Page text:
The results, according to one of the study’s authors, indicate that liver cancer is an underrecognized and deadly cancer that is increasingly affecting people living in rural areas of the United States.
The incidence of hepatocellular carcinoma — the most common form of liver cancer — has decreased in urban areas but steadily increased in rural areas of the United States over the past two decades, according to recently published data.
The results — which were printed in the journal Cancer — show a widening disparity between the two patient populations and emphasize the need for further research on what is driving this increase, according to the study authors.
Lead study author Dr. Kali Zhou, an assistant professor of clinical medicine at the Keck School of Medicine of the University of Southern California, said in an interview with CURE® that this study focused primarily on the rates of liver cancer because of its poorer prognosis compared to other cancers.
“It’s really important we raise awareness because, first and foremost, prevention followed by early diagnosis are crucial to identifying the cancer early and saving lives,” she mentioned.
The study results demonstrated that out of 310,635 cases of hepatocellular carcinoma diagnosed from 1995 to 2015, 85% were among people who resided in urban areas and 15% were among those who lived in rural areas. The higher incidence of hepatocellular carcinoma in urban settings, according to Zhou, stems from a higher frequency of people having certain chronic liver diseases, including viral hepatitis.
Although the study results demonstrated that most cases of hepatocellular carcinoma occurred in individuals who lived in urban areas, further analysis showed the incidence was slowing down in those communities.
However, the data indicated that there was a 5.7% annual increase in incidence of the disease among people who lived in rural areas. This trend, according to the results, suggests that even though rural areas tend to experience a significantly lower rate of hepatocellular carcinoma incidence, rates of disease are approaching that of urban areas.
Zhou said that she and her colleagues hypothesized that this annual increase may come from increased obesity rates and alcohol use among people who live in rural areas. She added that the Centers for Disease Control and Prevention has reported that obesity is more common in rural areas, and further explained that obesity is associated with an increased risk of liver cancer.
“It’s also possible that due to challenges in accessing health care in rural areas, in particular specialty care, fewer patients with hepatitis C are getting treated or being treated before they develop cirrhosis (chronic liver damage) as compared to urban areas,” she mentioned.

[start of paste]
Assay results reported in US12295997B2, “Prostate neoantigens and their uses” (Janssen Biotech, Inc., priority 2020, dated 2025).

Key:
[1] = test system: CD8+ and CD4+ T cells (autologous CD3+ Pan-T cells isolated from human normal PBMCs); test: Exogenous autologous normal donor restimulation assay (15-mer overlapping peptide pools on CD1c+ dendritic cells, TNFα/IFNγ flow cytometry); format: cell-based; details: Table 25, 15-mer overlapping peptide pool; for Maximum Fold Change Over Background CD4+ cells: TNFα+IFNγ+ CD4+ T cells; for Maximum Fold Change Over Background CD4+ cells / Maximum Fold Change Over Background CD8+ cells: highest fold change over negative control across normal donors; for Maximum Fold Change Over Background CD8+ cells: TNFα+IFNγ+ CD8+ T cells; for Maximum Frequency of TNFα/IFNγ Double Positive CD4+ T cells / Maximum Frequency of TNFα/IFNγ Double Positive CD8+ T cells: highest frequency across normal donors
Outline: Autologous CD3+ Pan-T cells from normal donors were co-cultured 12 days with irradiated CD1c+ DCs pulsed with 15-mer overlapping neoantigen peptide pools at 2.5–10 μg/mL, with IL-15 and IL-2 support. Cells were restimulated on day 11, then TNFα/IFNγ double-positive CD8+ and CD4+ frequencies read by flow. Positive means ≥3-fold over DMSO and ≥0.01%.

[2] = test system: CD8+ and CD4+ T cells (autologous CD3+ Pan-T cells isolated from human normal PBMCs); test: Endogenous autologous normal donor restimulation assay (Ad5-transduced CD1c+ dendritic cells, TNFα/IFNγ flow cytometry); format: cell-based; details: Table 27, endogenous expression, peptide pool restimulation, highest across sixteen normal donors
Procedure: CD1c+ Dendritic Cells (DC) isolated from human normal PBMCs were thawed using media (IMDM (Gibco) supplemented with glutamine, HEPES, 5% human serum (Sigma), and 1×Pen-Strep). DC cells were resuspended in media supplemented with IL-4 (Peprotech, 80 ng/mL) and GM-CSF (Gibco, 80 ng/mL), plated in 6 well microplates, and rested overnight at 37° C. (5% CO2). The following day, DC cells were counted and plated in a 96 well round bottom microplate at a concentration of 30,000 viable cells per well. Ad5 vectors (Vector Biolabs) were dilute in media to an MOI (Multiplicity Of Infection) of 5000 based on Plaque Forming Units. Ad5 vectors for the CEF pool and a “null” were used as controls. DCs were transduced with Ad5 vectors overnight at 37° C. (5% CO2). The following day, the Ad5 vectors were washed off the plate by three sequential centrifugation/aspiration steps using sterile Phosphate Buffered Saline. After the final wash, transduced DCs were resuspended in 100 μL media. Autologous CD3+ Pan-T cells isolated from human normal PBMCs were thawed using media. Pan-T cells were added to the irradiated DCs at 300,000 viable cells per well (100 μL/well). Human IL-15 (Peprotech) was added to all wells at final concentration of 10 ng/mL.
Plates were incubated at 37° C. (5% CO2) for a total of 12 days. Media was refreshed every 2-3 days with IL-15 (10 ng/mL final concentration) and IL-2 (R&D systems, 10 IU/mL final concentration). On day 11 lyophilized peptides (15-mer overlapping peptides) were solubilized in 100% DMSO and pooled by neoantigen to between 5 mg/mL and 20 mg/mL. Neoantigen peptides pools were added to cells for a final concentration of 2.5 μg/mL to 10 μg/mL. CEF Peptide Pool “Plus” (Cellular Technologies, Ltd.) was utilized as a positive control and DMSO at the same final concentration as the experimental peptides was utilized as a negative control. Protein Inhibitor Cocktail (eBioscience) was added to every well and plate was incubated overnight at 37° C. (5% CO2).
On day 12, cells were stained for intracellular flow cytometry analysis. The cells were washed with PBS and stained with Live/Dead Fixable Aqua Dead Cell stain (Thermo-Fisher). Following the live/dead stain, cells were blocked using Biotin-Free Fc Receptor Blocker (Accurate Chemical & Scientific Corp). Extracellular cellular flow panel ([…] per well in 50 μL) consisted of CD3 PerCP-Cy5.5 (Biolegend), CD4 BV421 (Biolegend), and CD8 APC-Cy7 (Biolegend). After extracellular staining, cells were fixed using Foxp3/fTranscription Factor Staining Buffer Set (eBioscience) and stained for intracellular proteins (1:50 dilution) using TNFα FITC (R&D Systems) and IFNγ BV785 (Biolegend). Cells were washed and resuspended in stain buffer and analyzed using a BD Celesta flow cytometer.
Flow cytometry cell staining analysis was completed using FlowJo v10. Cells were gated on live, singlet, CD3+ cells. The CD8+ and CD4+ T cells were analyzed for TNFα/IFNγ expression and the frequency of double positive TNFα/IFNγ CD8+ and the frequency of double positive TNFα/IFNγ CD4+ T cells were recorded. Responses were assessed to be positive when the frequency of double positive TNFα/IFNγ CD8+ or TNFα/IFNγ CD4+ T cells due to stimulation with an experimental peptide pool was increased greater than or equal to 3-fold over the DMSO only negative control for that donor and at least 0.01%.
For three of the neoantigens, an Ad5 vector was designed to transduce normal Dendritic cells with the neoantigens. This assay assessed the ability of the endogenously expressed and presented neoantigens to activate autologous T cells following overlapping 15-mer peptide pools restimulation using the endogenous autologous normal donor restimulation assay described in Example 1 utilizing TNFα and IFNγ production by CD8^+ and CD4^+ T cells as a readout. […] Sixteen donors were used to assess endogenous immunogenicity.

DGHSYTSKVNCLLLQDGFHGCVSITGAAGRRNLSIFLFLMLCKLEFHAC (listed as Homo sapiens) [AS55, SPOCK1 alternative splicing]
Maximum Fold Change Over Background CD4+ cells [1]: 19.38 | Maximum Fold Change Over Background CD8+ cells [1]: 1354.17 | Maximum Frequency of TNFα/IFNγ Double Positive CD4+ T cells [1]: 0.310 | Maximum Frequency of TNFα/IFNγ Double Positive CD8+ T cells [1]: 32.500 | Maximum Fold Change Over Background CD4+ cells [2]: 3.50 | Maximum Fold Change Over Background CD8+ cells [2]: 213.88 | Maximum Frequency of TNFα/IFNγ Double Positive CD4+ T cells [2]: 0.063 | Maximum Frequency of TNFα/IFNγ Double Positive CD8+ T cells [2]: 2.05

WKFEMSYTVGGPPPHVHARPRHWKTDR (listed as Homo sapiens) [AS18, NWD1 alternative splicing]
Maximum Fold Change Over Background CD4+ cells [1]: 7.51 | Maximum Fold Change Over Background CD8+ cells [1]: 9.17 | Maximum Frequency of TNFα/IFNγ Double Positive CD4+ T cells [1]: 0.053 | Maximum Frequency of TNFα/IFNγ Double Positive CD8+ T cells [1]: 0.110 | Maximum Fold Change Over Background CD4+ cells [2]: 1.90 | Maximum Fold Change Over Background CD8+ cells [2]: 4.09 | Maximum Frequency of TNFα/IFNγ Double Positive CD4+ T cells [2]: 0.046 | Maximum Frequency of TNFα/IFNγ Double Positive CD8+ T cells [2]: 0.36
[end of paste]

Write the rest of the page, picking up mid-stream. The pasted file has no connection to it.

Reasons for Incidence Decline in Urban Areas
The data showed that some urban subgroups started experiencing a decline in hepatocellular carcinoma incidence starting in 2013 and 2014. This decline occurred in men, women, younger people (ages 40-59), Asian Pacific Islander individuals and residents living in the western region of the U.S.
Zhou explained that this decline may be associated with the advances and improvements that have been made in the screening and treatment of chronic viral hepatitis B and C.
“Certain demographics, such as Asians, are more likely to have hepatitis B and much more likely to live in urban areas,” she said. “Thus, improvements in this group likely contributed to declines in urban areas.”
On the other hand, no subgroups residing in rural areas experienced a decline in incidence during the nearly two-decade study period. Instead, hepatocellular carcinoma incidence continued to rapidly increase in men, people aged 60-69 years, non-Hispanic Black individuals, American Indian/Alaskan Native individuals, southern regions of the United States and areas with high census poverty.
During the overall study period, age-adjusted incidence rates of hepatocellular carcinoma were lower in rural areas compared with urban areas.
However, throughout the study period, age-adjusted incidence rates changed substantially by race and ethnicity. Hispanic individuals living in rural areas had a higher age-adjusted incidence rate of hepatocellular carcinoma compared to their counterparts living in urban areas. The greatest incidence over the 20-year period occurred in America Indian/Alaskan Native individuals living in urban areas, and American Indian/Alaskan Native individuals living in rural areas.
More Research is Needed
Zhou explained that it is important to continue to study health outcomes among residents of rural and urban areas. She said that because of the many differences in cancer risk factors and the frequency of medical conditions among residents of rural and urban areas, cancer rates must be studied separately. Moreover, Zhou noted that there are “clear differences” in the health care systems found in urban areas. For instance, residents of rural areas may have less access to valuable resources.
“The disparity in health outcomes, particularly for liver cancer, between rural and urban areas is not well studied,” she concluded. “The importance of this study is to bring greater awareness of liver cancer as an underrecognized and deadly cancer that is increasingly affecting people living in rural areas.”
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